The Federal Government and the organized labour on Thursday, October 17, reached an agreement on the percentage increase in workers’ salaries as a result of the new N30,000 minimum wage.
The agreement reached at the end of a delicate negotiation which lasted for 3 days include an increase of 23.2 percent for workers on level 7, a 20 percent increase for workers on level 8 and a 19 percent increase for workers on level 9.
Workers on level 10- 14 will be getting a 16 percent salary increase while workers on level 15-17 will get a 14 percent increase.
Nigeria’s Minister of State for Labour and Employment, Festus Keyamo who confirmed that both parties have reached an agreement via a tweet, added that they are working on the communique.
The tweet read, “After some delicate negotiations (with both ministers as conciliators), the government and labour have finally reached an agreement on the consequential adjustment of other wages following the implementation of the enhanced minimum wage of N30,000. We are working on the communiqué.”
After some delicate negotiations (with both Ministers as conciliators) Government & Labour have finally reached an agreement on the consequential adjustments of other wages following the implementation of the enhanced minimum wage of N30,000. We are now working on the communique pic.twitter.com/P0EjSdUFIj
— Festus Keyamo, SAN (@fkeyamo) October 17, 2019
Also confirming the agreement reached at the end of the negotiation, the President of the Trade Union Congress, Quadri, and its Secretary-General, Musa-Lawal Ozigi said that the government could not afford to meet their earlier demand of N30,000 minimum wage, hence the agreement on percentage increase.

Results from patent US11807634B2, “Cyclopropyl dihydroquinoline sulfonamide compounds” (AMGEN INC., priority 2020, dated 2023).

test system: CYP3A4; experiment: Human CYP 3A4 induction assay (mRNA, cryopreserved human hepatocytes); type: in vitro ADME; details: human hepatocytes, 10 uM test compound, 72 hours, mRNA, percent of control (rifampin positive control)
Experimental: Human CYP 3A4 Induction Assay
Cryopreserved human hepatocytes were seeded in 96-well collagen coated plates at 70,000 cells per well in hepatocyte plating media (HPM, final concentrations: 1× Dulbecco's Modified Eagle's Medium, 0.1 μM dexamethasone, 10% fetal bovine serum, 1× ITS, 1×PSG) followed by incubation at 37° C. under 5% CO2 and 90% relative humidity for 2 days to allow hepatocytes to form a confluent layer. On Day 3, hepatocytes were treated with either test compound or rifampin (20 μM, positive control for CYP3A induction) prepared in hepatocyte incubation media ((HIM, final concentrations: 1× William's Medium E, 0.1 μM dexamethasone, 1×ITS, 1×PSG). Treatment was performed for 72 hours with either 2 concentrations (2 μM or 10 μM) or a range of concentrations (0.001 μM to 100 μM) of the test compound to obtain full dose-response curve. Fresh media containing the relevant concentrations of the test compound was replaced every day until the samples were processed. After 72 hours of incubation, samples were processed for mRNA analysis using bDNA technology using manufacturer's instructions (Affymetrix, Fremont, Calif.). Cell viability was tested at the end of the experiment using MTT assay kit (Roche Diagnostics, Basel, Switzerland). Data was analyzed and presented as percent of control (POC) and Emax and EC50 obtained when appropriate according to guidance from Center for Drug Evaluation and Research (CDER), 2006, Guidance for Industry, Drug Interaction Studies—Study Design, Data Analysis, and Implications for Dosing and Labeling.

At about 3am this morning, we signed this Terms of Settlement b/w Govt & Labour which reveals different percentages of adjustments in other wages after the minimum wage adjustment. Those of the law-enforcement agencies have also been done, but are not captured in this Memorandum. pic.twitter.com/OrkNIZ201x
— Festus Keyamo, SAN (@fkeyamo) October 18, 2019
Their statement read, “We commend the Head of Service of the Federation, Dr Folashade Yemi-Esan, and her team for their sincerity. Though they argued that the government could not afford to meet our earlier demand of N30,000 minimum wage across board because of the economic situation in the country, we made them understand that some people could not be more Nigerian than others.
If we are tightening our belts, government should also do so.”